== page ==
Russian National Swim Team Returns to Pool Training in Kazan

Evgeny Rylov - Photo Courtesy: Becca Wyant

Earlier this week, members of the Russian National Swim Team returned to pool training in Kazan where elite athletes were allowed to train in compliance with a number of restrictive measures. Since March, athletes have not had the opportunity to train in the pool due to the coronavirus pandemic.


Veronica Andrusenko, nee Popova – Photo Courtesy: Becca Wyant

“In Kazan, they are allowed into the pool wearing masks and gloves,” Veronika Andrusenko told Russian News Agency RIA Novosti. “You come in and they measure the temperature, spray your hands with an antiseptic when you take off your gloves. There are one or two people on the track so as not to disturb discipline and social distance. The trainers on the sides are wearing masks and gloves. But the sensations from the water are amazing! You understand how you missed this, why you were in a bad mood.”

Andrusenko, formerly Popova, commented that being back in the pool made her realize just how much she missed the water.

“True, it’s a bit heavy in the first trainings after the break. Yes, we tried to stay in good shape at home, trained, even bought a treadmill, but there was little work on hand. The density in the water is different, and everything is going heavy, a lot of stress on the shoulders. But the very sensations of being in the water are very high, you realize how much you missed it and how you expected it,” she added.

Andrusenko turned 29 in January and is aiming for her third Olympic Games in Tokyo with the Russian National Swim Team. She has finished as high as sixth in the 200 freestyle at the 2012 Games. Andrusenko holds two World Championships medals in relays.

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Two-time reigning World Champion Evgeny Rylov was also among those back in Kazan with the Russian National Swim Team as he is pushing for his second Olympic Games after winning a bronze in the 200 back in Rio. Since, he has won the last two World titles in the 200 back in 2017 and 2019, and also had the top time in the world in 2018.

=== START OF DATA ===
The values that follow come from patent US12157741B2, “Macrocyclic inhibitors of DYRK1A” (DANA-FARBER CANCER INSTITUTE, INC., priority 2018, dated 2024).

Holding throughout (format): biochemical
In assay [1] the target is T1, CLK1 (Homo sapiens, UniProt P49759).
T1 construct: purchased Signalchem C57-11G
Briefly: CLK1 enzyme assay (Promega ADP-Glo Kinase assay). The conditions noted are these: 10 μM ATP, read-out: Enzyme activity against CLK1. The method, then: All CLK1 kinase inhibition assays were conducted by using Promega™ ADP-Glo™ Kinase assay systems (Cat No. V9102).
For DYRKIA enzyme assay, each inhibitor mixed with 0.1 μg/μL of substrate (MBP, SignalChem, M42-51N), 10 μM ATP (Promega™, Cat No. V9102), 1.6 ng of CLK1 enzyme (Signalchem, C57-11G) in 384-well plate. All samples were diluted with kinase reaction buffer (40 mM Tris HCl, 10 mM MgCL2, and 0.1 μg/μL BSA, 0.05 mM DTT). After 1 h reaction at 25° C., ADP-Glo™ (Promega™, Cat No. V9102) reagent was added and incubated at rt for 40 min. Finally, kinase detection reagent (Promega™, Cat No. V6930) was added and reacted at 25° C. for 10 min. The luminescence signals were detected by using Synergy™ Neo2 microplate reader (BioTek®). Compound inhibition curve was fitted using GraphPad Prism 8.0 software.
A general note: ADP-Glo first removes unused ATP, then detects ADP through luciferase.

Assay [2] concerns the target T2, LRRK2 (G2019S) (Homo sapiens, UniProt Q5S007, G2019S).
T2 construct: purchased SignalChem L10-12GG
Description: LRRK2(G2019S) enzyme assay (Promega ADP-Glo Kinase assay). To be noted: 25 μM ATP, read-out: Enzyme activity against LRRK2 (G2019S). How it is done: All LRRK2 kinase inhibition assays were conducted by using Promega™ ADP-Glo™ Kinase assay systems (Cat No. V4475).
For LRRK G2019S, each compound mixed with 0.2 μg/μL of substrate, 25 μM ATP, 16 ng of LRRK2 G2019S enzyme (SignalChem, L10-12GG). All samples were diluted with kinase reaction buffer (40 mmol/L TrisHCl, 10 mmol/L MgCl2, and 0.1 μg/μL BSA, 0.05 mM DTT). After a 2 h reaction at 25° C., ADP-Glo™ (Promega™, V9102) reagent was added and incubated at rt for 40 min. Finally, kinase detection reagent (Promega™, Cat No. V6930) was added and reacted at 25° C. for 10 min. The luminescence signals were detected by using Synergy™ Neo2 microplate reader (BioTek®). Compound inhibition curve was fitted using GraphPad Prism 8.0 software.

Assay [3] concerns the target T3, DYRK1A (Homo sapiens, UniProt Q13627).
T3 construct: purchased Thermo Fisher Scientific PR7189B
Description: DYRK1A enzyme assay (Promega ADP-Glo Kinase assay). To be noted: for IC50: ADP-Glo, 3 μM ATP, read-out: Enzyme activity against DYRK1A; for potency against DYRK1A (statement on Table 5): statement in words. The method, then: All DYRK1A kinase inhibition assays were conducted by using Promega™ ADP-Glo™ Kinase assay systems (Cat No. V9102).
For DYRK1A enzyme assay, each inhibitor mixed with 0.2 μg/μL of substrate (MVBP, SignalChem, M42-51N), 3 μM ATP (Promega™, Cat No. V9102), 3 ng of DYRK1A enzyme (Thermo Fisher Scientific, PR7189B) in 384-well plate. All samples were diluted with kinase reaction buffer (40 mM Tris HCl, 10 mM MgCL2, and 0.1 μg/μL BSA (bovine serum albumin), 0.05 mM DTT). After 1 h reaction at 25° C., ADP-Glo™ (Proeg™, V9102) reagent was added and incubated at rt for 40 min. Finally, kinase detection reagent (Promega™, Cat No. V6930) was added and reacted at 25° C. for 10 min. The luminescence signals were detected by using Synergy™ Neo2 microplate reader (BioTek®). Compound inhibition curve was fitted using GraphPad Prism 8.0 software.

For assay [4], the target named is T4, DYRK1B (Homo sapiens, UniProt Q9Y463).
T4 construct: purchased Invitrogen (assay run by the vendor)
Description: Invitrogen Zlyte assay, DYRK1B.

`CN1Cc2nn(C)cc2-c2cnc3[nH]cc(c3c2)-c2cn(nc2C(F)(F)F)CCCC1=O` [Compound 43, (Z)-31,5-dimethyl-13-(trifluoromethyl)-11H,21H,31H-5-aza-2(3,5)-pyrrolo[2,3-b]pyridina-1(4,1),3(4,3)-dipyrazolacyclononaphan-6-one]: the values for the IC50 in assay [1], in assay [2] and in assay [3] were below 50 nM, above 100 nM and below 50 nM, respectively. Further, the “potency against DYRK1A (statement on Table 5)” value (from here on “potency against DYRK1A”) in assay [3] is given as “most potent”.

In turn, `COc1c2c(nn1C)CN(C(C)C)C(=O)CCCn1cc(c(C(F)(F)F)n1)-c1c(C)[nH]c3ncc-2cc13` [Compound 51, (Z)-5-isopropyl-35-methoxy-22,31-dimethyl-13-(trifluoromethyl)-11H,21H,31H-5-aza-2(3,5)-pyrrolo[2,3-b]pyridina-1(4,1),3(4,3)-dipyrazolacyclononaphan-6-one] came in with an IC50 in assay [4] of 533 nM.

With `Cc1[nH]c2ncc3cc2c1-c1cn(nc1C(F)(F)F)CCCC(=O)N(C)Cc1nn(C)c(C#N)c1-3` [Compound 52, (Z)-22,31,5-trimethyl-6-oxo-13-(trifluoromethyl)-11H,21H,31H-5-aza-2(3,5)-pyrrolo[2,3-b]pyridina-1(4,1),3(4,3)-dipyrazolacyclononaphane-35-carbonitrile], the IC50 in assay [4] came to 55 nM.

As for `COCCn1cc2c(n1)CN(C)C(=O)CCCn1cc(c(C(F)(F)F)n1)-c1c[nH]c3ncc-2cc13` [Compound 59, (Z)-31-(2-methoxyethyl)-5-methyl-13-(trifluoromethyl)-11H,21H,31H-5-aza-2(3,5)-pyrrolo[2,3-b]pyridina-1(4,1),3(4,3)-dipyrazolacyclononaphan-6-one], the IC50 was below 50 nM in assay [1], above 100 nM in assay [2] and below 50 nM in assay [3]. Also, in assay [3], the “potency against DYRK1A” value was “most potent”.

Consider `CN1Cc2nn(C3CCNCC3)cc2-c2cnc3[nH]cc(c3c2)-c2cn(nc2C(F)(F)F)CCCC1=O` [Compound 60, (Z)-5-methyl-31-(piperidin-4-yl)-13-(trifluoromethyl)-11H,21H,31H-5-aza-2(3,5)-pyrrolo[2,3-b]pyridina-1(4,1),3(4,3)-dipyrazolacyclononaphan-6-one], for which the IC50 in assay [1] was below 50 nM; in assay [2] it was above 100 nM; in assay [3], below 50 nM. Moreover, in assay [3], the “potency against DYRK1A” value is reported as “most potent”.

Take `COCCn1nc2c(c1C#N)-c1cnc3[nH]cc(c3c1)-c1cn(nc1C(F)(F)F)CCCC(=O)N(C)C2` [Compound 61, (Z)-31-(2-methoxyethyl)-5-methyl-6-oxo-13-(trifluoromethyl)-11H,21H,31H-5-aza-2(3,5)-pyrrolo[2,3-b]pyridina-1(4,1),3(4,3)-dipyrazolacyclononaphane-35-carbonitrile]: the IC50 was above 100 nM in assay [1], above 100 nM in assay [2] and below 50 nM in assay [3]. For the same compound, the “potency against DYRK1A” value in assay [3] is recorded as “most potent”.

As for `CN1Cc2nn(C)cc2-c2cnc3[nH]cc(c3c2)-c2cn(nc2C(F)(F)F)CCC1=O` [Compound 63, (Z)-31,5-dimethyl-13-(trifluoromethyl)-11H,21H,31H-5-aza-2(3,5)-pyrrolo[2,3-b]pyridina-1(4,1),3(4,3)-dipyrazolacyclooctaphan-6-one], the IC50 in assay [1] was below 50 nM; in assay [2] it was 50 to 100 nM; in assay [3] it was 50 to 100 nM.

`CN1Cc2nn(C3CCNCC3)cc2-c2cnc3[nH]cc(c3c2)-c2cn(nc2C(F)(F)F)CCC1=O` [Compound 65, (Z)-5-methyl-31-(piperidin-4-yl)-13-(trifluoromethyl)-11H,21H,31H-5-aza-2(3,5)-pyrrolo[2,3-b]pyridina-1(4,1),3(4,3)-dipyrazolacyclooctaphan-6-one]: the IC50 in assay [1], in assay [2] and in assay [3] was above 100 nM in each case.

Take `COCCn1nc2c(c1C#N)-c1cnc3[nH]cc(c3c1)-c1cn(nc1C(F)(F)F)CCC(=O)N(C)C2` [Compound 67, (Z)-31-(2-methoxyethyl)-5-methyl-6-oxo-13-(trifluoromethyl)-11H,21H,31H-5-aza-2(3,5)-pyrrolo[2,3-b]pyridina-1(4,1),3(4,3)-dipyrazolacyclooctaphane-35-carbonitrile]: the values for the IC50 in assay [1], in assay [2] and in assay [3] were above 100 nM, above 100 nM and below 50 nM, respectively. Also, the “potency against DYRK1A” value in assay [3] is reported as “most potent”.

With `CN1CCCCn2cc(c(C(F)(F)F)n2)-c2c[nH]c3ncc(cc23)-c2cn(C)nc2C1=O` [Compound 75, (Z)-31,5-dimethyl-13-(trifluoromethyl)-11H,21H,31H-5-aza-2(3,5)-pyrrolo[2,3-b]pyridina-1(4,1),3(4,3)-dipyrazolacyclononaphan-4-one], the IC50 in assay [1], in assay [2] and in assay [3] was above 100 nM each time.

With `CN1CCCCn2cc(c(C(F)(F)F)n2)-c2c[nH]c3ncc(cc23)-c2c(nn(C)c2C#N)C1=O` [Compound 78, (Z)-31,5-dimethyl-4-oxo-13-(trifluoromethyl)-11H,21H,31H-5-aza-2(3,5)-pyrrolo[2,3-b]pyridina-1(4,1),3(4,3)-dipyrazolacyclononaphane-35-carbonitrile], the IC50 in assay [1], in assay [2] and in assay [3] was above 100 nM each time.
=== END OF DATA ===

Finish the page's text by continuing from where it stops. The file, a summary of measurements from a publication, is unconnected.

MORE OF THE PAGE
“It will be hard,” Rylov said of returning to the pool after some time away. “But I don’t think that such a break is critical for us. It is unlikely that it will be able to seriously affect our further results. It will be more difficult for those who swim long distances. There is a year left before the Olympic Games. We have time for preparation.”

Rylov had been out of the water for some time, which he revealed he had done before. Three years ago, he said he was out of the pool for three months for a shoulder injury. During this time out of the water, he kept himself busy by staying on a dryland exercise routine.

“On Monday, Wednesday and Friday, I have two workouts per day – morning and evening, on Tuesday and Thursday – one at a time. Each workout lasts two hours. Sunday is a day off.

“It is important for a professional athlete to observe the daily routine. If you start to get out of it, then it will be harder to enter it. And this just can greatly affect the return to full training after a long pause.”

The Russian National Swim Team also participated in a viral social media challenge during quarantine:

The World Anti-Doping Agency had banned the Russian Federation from flying its flag at international sports events for the next four years in response to the manipulation of data related to thousands of doping tests, meaning that Russia would not be able to compete at the Tokyo Olympic Games.

However, the ban also leaves the door open for individual Russian athletes top prove themselves innocent and compete under a neutral flag. Those Russian athletes who are not implicated in doping may compete at a second straight Olympic Games, after Rio 2016, in neutral uniforms and with no flag nor anthem to accompany any medals they may win.


    • avatar
      Craig Lord - Swimming World Editor-in-Chief

      No, they are not. They are banned only from certain types of competition and only then in certain circumstances.

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